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Researchers Express Heartfelt Wishes for Success of Molecular Biology Techniques in Cardiac Care

Marsha F. Goldsmith
JAMA. 1991;265(1):16-17. doi:10.1001/jama.1991.03460010014004.
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MILKING SHEEP to obtain the material for lifesaving drugs may come to seem no stranger than keeping flocks to provide the basis for Roquefort cheese, if experimental molecular biology procedures already under way are adopted someday. At the 63rd Scientific Sessions of the American Heart Association, held in Dallas, Tex, investigators discussed the use of recombinant DNA technology to combat cardiac (and other) disorders more directly than was ever possible before.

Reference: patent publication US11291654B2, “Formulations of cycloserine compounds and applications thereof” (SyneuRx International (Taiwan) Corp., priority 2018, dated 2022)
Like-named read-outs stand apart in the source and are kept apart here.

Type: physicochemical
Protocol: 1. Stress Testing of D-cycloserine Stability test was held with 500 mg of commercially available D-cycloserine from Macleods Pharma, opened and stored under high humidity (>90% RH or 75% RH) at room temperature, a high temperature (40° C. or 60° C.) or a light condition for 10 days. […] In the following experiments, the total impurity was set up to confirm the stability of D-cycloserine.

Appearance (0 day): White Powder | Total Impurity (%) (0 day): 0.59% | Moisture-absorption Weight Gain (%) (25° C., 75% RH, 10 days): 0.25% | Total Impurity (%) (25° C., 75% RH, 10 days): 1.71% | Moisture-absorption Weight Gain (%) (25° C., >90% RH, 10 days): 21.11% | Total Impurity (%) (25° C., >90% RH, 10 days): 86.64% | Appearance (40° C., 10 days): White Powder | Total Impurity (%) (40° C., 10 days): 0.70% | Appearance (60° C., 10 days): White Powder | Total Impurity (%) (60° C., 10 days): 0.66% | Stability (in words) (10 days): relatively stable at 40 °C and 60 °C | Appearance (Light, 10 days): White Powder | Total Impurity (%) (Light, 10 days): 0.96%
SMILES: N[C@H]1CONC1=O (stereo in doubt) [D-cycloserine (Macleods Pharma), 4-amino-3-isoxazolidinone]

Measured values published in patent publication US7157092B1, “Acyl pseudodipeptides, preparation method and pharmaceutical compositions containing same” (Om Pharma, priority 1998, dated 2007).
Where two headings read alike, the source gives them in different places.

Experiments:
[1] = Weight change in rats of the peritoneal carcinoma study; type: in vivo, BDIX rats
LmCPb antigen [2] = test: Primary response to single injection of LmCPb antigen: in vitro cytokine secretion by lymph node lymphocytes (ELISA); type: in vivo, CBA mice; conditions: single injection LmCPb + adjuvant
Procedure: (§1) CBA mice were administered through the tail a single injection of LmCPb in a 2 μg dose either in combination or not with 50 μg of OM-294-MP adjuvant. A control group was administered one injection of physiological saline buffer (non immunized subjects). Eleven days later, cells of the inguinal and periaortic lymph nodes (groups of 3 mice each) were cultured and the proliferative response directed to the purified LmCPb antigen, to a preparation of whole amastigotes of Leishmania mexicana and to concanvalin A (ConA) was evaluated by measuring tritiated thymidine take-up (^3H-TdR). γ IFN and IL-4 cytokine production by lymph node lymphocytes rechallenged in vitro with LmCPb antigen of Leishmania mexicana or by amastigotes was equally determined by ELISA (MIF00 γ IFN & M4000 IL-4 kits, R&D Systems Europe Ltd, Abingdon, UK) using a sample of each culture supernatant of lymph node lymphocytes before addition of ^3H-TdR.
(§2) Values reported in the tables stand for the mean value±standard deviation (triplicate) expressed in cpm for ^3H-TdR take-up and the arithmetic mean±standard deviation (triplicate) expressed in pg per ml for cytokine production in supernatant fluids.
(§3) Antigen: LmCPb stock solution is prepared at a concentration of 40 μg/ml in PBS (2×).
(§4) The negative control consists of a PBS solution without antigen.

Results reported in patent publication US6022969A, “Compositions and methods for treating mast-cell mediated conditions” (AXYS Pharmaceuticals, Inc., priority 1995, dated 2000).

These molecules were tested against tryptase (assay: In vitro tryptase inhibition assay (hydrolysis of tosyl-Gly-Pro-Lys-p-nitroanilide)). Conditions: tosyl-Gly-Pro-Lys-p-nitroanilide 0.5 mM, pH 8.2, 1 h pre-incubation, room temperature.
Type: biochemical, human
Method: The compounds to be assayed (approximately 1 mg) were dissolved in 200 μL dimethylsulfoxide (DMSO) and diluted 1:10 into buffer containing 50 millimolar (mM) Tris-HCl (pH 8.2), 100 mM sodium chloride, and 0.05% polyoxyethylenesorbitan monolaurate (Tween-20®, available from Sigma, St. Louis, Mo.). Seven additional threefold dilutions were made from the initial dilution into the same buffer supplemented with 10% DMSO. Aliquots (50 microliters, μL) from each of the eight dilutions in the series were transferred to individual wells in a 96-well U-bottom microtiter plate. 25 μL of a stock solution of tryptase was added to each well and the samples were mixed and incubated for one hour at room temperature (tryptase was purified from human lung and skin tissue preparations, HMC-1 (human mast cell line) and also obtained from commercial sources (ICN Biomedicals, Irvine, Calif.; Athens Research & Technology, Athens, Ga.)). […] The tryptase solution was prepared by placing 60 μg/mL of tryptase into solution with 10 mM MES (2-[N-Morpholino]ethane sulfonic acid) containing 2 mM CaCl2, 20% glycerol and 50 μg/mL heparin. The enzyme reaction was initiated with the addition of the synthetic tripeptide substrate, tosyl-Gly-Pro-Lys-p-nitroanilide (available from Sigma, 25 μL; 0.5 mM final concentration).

"At the present time," says Robert Roberts, MD, chief of cardiology, Baylor College of Medicine, Houston, Tex, "the Food and Drug Administration has approved only about 10 drugs that are made by recombinant DNA. The agency estimates that, by the year 2000, more than 50% of all approved drugs will be made by this method."

(A spokesman for the Pharmaceutical Manufacturers Association estimates that there are currently approximately 3500 approved "chemical entities [drugs]." He said 104 recombinant drugs await


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